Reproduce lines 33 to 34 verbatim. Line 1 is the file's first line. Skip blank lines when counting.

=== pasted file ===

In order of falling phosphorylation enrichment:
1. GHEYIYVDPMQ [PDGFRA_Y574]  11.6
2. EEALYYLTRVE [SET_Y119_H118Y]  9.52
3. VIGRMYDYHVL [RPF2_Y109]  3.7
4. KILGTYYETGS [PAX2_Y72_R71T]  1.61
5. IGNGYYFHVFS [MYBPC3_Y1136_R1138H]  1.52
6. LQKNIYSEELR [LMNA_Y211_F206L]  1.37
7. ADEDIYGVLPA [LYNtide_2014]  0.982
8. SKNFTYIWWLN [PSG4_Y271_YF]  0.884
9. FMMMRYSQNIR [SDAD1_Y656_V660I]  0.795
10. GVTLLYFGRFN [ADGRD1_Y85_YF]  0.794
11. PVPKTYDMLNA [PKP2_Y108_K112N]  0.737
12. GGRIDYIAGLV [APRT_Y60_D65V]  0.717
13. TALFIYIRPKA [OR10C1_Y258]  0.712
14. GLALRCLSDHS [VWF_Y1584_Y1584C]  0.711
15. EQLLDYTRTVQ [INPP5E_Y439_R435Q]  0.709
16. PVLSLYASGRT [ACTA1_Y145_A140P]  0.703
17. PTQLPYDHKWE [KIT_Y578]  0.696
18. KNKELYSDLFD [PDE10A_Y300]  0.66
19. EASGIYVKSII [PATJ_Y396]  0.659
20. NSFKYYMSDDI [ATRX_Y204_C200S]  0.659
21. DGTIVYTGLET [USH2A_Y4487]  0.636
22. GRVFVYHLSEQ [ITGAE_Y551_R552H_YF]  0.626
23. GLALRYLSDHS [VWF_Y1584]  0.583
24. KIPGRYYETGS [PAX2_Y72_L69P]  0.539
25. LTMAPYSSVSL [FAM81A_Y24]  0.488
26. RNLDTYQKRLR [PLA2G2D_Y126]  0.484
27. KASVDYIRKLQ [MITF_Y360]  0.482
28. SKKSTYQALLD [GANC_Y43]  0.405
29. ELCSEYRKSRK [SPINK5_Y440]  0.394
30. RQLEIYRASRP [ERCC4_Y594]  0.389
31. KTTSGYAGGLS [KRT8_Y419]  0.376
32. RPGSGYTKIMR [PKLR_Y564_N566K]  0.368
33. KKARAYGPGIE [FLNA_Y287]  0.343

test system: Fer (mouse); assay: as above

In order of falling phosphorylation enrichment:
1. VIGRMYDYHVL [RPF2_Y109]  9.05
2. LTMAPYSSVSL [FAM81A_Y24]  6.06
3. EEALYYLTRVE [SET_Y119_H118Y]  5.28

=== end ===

32. RPGSGYTKIMR [PKLR_Y564_N566K]  0.368
33. KKARAYGPGIE [FLNA_Y287]  0.343